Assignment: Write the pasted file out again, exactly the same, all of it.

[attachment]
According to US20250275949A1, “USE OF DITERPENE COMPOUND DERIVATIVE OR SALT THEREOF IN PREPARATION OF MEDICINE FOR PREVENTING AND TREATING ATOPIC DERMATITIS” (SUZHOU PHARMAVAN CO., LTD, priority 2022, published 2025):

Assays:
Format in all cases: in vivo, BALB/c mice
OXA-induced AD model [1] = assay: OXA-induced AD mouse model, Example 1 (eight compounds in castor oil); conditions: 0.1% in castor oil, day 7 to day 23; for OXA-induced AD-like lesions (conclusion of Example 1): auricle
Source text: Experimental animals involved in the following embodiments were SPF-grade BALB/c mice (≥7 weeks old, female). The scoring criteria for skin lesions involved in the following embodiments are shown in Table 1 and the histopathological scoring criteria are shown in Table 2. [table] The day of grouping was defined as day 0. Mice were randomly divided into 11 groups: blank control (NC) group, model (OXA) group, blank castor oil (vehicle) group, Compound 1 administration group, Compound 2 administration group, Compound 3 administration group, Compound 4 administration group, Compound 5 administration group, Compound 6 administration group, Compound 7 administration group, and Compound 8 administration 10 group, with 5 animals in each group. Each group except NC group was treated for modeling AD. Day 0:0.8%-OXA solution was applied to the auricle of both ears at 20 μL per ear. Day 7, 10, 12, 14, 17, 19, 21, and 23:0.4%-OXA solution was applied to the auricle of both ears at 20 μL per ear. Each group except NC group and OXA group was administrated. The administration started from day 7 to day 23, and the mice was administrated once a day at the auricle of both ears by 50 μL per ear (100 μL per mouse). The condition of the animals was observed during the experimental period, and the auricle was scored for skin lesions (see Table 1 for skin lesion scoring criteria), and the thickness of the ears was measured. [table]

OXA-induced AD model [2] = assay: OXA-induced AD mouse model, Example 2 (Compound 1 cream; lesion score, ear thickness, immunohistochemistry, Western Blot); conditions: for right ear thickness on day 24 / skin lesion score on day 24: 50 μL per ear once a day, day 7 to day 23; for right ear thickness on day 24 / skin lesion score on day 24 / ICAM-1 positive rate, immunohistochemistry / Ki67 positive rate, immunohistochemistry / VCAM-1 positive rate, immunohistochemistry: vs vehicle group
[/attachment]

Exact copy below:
According to US20250275949A1, “USE OF DITERPENE COMPOUND DERIVATIVE OR SALT THEREOF IN PREPARATION OF MEDICINE FOR PREVENTING AND TREATING ATOPIC DERMATITIS” (SUZHOU PHARMAVAN CO., LTD, priority 2022, published 2025):

Assays:
Format in all cases: in vivo, BALB/c mice
OXA-induced AD model [1] = assay: OXA-induced AD mouse model, Example 1 (eight compounds in castor oil); conditions: 0.1% in castor oil, day 7 to day 23; for OXA-induced AD-like lesions (conclusion of Example 1): auricle
Source text: Experimental animals involved in the following embodiments were SPF-grade BALB/c mice (≥7 weeks old, female). The scoring criteria for skin lesions involved in the following embodiments are shown in Table 1 and the histopathological scoring criteria are shown in Table 2. [table] The day of grouping was defined as day 0. Mice were randomly divided into 11 groups: blank control (NC) group, model (OXA) group, blank castor oil (vehicle) group, Compound 1 administration group, Compound 2 administration group, Compound 3 administration group, Compound 4 administration group, Compound 5 administration group, Compound 6 administration group, Compound 7 administration group, and Compound 8 administration 10 group, with 5 animals in each group. Each group except NC group was treated for modeling AD. Day 0:0.8%-OXA solution was applied to the auricle of both ears at 20 μL per ear. Day 7, 10, 12, 14, 17, 19, 21, and 23:0.4%-OXA solution was applied to the auricle of both ears at 20 μL per ear. Each group except NC group and OXA group was administrated. The administration started from day 7 to day 23, and the mice was administrated once a day at the auricle of both ears by 50 μL per ear (100 μL per mouse). The condition of the animals was observed during the experimental period, and the auricle was scored for skin lesions (see Table 1 for skin lesion scoring criteria), and the thickness of the ears was measured. [table]

OXA-induced AD model [2] = assay: OXA-induced AD mouse model, Example 2 (Compound 1 cream; lesion score, ear thickness, immunohistochemistry, Western Blot); conditions: for right ear thickness on day 24 / skin lesion score on day 24: 50 μL per ear once a day, day 7 to day 23; for right ear thickness on day 24 / skin lesion score on day 24 / ICAM-1 positive rate, immunohistochemistry / Ki67 positive rate, immunohistochemistry / VCAM-1 positive rate, immunohistochemistry: vs vehicle group